I informed the Trailer Maker of my sentiments, and we hit a hiatus that lasted about a week. Perhaps, she said, she needed a new sound card. Eventually we decided to nix the voiceover and she cut $50 off the cost.

Next, came more fine-tuning of the video. A few words in the script were changed, and a couple of misspellings corrected. I asked that the publisher’s url be slowed down at the end so that potential purchasers would know where to go.

Finally, after six or seven weeks, we were ready for Show Time! I had proved a demanding, difficult-to-please customer but was pleased with the result (and since then the trailer has received much praise.) I sent her the second payment, and as contracted, she put the trailer on several sites, including YouTube and Blazing Trailers. I, in turn, installed it on my web site, MySpace, Photobucket, Break.com, etc.

Fellow Beginners, be advised. There are many formats out there, and some sites are fussy. In my case, they don’t accommodate Flash Video. Thus, you can’t upload it without converting it. In the modern, rapidly-changing world of the Internet, one size does NOT fit all.

Finally, do trailers, which Kim McDougall calls “the newest fad in book promotion,” actually work? Like her, I don’t know. She points out that “The book trailer phenomenon is still relatively new.” Plus, there are lots of books competing for fewer customer bucks during a deteriorating economy. Since some sites my trailer’s posted on lack counters, I can only guess that in the two weeks it’s been posted, 500 people have watched it. That’s not many, considering that trailers about celebrities’ antics and misbehaving animals regularly attract hundreds of thousands of hits. However, I’m finding new ways to “sell” the video, starting with PROMOS in seven or eight Yahoo Writer and Reader groups. In addition, one trailer site has given it featured billing, and I used Photobucket to send a link to fifty folks that not only connected them to the trailer, but to seven of my books. So far, several friends have responded favorably.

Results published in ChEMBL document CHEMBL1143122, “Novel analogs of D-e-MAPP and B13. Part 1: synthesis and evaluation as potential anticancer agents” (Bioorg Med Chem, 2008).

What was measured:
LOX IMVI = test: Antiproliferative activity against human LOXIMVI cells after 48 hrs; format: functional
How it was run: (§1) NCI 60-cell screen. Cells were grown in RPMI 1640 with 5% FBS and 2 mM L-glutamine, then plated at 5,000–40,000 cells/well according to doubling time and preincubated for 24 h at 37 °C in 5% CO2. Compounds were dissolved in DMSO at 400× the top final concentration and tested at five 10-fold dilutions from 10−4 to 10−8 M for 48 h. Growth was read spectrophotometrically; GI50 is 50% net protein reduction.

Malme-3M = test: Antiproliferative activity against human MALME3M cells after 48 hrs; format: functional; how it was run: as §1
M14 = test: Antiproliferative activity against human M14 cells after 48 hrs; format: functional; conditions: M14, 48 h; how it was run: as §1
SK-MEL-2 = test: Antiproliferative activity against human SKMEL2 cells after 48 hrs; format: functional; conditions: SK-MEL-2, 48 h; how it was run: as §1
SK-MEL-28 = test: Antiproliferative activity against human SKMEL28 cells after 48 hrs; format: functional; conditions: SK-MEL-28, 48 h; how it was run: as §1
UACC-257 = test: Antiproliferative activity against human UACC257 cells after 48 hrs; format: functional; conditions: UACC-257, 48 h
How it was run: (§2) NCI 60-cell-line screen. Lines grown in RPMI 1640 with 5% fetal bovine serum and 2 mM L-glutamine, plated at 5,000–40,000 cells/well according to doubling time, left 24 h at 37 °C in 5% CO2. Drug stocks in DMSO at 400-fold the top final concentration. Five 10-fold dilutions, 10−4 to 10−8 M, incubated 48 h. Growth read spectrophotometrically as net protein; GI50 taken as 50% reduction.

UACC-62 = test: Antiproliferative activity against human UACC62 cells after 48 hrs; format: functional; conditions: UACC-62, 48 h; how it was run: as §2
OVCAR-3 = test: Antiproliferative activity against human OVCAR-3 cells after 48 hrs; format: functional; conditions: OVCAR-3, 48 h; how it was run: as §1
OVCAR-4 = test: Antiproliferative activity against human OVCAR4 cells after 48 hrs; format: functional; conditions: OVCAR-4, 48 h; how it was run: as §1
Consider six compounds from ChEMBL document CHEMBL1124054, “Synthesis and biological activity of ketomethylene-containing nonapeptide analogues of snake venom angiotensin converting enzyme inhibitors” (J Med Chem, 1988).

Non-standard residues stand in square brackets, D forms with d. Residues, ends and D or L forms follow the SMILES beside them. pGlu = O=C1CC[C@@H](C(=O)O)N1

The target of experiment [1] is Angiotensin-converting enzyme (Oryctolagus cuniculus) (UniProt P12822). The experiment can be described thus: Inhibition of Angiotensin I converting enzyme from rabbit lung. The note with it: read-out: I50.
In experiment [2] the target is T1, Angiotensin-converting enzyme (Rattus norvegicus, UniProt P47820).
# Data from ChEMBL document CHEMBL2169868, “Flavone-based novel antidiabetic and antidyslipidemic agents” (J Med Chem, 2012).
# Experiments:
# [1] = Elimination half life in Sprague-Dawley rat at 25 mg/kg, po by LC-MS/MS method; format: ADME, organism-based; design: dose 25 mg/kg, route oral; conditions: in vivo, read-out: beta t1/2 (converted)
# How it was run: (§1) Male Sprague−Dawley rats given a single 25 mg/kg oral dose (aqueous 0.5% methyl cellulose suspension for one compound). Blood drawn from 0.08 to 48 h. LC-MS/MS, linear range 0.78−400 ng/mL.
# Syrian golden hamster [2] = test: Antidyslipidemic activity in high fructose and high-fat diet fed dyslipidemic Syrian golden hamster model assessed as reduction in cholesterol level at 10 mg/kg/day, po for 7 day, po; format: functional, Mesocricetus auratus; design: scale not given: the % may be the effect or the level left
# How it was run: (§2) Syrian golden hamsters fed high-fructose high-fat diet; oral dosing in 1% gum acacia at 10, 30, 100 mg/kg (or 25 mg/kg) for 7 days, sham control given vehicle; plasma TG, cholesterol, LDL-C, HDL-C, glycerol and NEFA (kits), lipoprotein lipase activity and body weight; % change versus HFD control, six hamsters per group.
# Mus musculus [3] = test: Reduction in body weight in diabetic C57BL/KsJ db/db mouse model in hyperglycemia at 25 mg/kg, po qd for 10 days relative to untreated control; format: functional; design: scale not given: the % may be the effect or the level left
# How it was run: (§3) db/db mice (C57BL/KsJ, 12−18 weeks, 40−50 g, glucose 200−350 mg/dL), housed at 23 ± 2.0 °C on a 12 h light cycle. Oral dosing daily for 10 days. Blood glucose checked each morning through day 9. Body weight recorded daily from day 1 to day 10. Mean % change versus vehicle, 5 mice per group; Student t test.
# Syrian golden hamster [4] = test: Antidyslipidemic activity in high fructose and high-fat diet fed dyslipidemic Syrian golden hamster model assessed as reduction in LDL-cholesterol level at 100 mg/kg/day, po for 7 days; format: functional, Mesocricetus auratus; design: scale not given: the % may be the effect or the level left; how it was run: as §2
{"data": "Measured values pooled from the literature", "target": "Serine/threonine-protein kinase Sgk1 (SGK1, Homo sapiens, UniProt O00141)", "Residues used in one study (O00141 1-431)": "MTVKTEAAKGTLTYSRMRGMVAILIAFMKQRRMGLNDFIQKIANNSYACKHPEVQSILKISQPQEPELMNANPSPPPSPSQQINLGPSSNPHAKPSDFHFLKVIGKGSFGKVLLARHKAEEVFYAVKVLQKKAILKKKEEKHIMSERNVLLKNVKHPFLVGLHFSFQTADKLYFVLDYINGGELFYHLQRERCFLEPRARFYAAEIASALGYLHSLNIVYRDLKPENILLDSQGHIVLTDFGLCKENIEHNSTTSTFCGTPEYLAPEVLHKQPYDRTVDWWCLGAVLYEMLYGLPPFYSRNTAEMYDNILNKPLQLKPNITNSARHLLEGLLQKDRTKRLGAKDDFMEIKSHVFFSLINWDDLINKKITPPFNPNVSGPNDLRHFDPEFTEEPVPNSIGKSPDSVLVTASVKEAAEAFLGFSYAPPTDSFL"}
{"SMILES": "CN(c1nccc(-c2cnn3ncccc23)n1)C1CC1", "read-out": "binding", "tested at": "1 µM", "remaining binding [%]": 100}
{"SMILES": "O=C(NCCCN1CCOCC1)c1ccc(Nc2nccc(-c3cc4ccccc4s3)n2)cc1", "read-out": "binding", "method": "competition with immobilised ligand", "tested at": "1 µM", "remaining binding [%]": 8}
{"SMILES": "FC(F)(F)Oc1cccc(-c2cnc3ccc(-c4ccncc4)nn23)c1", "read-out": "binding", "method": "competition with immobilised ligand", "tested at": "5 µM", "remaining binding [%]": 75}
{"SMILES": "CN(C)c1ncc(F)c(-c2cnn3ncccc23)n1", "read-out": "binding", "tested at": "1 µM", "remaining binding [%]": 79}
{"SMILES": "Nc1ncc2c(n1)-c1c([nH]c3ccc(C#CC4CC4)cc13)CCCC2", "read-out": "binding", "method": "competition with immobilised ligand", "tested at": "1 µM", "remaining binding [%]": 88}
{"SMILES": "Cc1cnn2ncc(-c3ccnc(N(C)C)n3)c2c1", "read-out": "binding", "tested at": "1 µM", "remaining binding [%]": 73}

There are, of course, various ways to gauge the effectiveness of trailers, such as your Amazon stats and the number of visitors to your web site. But guys and gals, nothing’s perfect.

At the time I contracted for my first trailer, my assessment was that I would probably not break even, let alone turn a profit. Still, it seemed a good thing to get my name and book viewed by as many people as possible. Also, I felt that if I used a variety of other promotional methods, there would overall, be a positive effect.

One can always hope.

As for the future, I’ve already arranged for my next trailer, which will be done at Norfolk State University with two talented students under the guidance of a Mass Communications professor. This time I wrote the tentative script myself, reducing 116,000 words of A Senseless Act of Beauty to 110. One of the students will be using Photoshop, which I understand will animate the trailer’s scenes. Perhaps we’ll use voiceover.

Finally, since I am a newcomer in this area, I invite comments and corrections. There may be many of the latter, but they should benefit us all. Until my next blog, then . . . See you at the movies!